Mortgage renewal process
Jamie David, Sr. Director of Marketing and Mortgages
- Mortgage renewal time is when borrowers can make a number of changes – such as switching to new product, term length, or lender – without paying a penalty.
- Borrowers – with the exception of insured mortgage holders – will be stress tested if switching to a new lender at renewal time.
- Borrowers can start the renewal process up to 120 days ahead of their renewal date.
At the end of your mortgage term, so long as you still owe a balance, you will need to renew your mortgage. With each mortgage renewal comes the opportunity to assess the features and status of your current mortgage and determine whether it’s still the best fit for your financial situation and goals.
WATCH: How much mortgage can I afford?
What can affect my mortgage renewal?
The biggest factor that can affect your mortgage renewal is whether your financial situation has changed for the worse since you originally took out your mortgage. For example, developing a history of missed credit payments, a decline in income or job loss, or a lowered credit score, can all negatively impact your mortgage renewal.
How many Canadian mortgages are up for renewal in 2024?
According to data released by the Bank of Canada, 80% of all the mortgages that were in force as of March 2022 will be up for renewal in 2024. This represents $251 billion in outstanding mortgages.This will increase to include virtually all mortgages by 2026.
Will mortgage rates go down in 2024 in Canada?
It’s possible; the Bank of Canada, which controls the pricing for variable mortgage rates indicated at the end of 2023 that it would likely stop increasing its benchmark overnight lending rate. This is due to an improvement in the rate of inflation over the course of 2022. Analysts now expect the central bank to start cutting its trend-setting interest rate by this spring, with additional cuts to follow throughout 2025. Should this occur, variable mortgage rates will decrease.
Fixed mortgage rates, while not directly influenced by the Bank of Canada, have already seen slight discounts, as a result of lower bond yields; this is due to investors reacting favourably to expectations that the central bank rate hikes are over. If this trend continues, we can expect fixed mortgage rates to be discounted further.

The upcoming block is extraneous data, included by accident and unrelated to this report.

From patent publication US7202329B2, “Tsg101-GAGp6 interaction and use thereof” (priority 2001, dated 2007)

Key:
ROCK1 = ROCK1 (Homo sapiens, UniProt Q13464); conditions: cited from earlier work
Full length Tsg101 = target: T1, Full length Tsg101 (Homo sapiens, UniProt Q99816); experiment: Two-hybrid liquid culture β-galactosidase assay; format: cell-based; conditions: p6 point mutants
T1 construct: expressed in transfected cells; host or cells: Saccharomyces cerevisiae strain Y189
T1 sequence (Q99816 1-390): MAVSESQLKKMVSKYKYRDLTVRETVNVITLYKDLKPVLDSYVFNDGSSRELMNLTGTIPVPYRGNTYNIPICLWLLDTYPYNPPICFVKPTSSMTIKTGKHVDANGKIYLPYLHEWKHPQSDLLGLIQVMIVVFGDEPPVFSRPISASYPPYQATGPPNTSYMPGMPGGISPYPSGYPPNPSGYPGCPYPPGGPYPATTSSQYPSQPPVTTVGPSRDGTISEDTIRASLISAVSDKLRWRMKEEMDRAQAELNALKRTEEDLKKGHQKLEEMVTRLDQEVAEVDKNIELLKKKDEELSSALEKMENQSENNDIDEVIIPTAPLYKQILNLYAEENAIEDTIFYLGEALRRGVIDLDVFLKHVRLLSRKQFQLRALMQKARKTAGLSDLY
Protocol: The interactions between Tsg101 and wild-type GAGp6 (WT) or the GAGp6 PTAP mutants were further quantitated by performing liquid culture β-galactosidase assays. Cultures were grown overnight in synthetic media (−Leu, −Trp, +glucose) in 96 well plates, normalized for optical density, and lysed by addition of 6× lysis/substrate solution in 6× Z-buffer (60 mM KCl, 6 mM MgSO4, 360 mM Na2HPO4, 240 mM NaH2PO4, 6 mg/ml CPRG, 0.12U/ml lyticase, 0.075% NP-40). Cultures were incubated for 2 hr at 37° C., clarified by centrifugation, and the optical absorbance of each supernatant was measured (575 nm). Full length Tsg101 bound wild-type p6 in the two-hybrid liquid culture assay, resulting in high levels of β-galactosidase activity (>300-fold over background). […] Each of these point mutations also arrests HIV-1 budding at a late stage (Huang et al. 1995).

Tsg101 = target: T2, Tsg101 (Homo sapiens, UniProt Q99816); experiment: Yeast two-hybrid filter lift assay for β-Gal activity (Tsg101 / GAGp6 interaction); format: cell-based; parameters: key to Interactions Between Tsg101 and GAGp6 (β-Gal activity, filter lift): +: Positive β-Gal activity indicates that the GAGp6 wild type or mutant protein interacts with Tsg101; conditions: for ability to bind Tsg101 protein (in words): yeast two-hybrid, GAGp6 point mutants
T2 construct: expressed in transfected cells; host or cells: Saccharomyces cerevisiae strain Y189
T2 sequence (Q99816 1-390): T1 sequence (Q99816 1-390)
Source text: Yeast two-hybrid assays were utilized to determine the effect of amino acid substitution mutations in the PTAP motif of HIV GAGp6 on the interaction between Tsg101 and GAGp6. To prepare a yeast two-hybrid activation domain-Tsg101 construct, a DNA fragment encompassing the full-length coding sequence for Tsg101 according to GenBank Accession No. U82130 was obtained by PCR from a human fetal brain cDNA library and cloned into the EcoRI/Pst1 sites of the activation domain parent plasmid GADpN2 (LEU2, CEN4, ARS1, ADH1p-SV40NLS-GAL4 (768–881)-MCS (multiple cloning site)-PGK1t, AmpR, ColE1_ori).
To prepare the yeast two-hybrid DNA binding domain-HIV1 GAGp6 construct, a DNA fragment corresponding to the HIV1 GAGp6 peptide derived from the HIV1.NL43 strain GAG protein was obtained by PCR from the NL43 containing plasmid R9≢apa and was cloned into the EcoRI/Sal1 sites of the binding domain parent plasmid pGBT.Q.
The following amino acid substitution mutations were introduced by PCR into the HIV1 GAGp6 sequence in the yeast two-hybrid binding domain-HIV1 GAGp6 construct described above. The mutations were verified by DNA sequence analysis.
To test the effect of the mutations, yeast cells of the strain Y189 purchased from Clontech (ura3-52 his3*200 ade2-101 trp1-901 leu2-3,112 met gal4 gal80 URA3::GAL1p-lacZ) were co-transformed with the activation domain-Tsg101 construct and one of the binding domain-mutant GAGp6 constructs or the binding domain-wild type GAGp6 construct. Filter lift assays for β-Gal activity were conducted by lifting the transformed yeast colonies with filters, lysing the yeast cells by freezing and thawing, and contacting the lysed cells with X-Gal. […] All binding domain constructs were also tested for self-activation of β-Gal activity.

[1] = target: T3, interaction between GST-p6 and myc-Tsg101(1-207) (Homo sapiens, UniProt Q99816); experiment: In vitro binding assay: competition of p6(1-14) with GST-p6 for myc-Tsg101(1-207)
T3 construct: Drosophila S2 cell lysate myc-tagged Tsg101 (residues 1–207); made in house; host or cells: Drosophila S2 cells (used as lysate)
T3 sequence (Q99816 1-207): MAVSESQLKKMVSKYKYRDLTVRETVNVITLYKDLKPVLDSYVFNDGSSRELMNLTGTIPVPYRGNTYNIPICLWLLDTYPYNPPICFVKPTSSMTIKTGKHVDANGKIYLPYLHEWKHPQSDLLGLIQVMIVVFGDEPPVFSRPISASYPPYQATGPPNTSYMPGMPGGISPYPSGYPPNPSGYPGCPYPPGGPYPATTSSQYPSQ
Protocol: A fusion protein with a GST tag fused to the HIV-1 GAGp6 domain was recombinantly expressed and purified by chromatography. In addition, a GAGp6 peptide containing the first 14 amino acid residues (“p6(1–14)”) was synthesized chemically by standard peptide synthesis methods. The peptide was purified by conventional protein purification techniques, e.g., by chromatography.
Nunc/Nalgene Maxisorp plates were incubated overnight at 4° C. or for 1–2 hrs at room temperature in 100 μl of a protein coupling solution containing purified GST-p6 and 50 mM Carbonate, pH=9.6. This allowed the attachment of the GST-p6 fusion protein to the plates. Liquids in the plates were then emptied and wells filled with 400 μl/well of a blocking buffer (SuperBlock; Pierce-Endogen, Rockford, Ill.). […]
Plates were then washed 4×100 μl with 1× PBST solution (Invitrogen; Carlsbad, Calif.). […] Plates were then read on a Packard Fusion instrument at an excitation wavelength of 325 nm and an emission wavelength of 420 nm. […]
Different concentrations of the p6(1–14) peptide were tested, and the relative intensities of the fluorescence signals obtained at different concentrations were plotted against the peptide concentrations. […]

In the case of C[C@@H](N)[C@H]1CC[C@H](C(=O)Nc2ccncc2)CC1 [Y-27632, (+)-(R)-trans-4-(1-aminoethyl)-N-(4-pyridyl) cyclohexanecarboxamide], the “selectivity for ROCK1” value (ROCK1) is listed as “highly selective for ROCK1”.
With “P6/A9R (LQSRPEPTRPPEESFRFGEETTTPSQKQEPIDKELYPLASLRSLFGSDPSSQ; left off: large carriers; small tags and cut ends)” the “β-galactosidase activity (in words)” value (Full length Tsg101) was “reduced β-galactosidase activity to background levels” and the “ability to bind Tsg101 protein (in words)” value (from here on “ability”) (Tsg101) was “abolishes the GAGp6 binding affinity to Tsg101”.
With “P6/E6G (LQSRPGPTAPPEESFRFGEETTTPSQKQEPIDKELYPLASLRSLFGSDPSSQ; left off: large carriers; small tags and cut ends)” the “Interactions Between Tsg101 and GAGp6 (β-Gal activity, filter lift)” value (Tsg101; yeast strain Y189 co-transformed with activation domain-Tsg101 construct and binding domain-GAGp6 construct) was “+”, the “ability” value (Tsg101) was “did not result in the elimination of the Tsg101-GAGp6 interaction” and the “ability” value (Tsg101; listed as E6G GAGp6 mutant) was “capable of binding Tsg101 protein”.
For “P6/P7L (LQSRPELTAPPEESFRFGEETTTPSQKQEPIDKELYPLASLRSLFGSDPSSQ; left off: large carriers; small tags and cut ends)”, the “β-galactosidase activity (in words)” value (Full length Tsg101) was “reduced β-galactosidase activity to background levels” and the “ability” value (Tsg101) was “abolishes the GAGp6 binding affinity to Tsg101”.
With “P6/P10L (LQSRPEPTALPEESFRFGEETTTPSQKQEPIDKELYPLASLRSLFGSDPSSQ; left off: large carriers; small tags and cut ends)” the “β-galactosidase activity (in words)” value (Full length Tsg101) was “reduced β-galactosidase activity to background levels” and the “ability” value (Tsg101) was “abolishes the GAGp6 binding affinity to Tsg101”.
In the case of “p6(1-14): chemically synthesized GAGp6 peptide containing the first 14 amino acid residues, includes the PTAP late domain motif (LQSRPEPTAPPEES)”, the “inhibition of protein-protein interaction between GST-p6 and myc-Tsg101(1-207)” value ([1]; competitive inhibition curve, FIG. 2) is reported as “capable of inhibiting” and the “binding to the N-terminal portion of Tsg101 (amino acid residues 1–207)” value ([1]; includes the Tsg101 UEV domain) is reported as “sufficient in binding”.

What questions should I ask when renewing a mortgage?
One of the key questions borrowers should ask themselves at renewal time is whether there have been any life events – such as a job loss or recent big-ticket item purchase – that may impact their profile as a borrower. This may impact the type of rate they’ll qualify for at renewal, so it’s important to be prepared.
Mortgage renewal time is also an excellent opportunity to explore other product options, such as extending your amortization, changing from a fixed to a variable-rate term, or taking out a shorter-length term. For example, if you anticipate moving within the year, ensure your new mortgage product has the ability to port, or perhaps explore open term options.
Can you be denied a mortgage renewal in Canada?
While it’s rare to be denied a mortgage renewal from your existing lender, it can happen; if your financial situation has materially declined (due to defaulting on loan payments, job loss, etc.), then your lender may not renew your existing loan.
If this happens to you, there are options; you may need to take out a different type of term, or seek out financing instead from an alternative lender.
Learn more: What happens if your mortgage renewal is denied?
What is a mortgage renewal?
A mortgage renewal is the renegotiation of an existing mortgage, when the original term contract expires – for example, if you have a five-year mortgage term, once that span of time passes, you’ll need to take out a new mortgage term, either from your existing lender, or a new one. This will need to occur until your amortization ends, and your mortgage is completely paid off in full. Mortgage renewal time is an opportunity for borrowers to assess whether the current features of their mortgages work well for them, and make changes if necessary.
Do I have to renew my mortgage?
As long as you have an outstanding mortgage balance, you will need to renew your mortgage when your existing term is up. However, you can choose to switch to a new lender at that time, or change other features, such as your mortgage’s term length, rate, and type, such as fixed or variable.
Should I renew my mortgage for 3 or 5 years?
It depends. Five-year mortgage terms are by far the most common in Canada, and typically have the most competitive rate pricing. A shorter mortgage term, such as a three- or two-year term, can offer greater flexibility, as the borrower can make changes at a sooner date, but will come at a higher rate.
What is the difference between a mortgage renewal and a refinance?
A mortgage renewal simply refers to taking out a new term for your mortgage when your existing is up, either with your current lender, or with a new one. You will not pay any penalty to renew your mortgage, even if you switch to a different lender. It is simply an extension of your original contract, and the terms of your balance remain the same.
Refinancing your mortgage, however, means ending your current mortgage and starting a new one. This can be done with either your existing provider, or with a new one. However, if you refinance your mortgage in the middle of your term, you may need to pay a penalty for breaking your mortgage. Refinancing your mortgage also allows you to change the loan amount, and even pull cash out of the existing equity you’ve built up.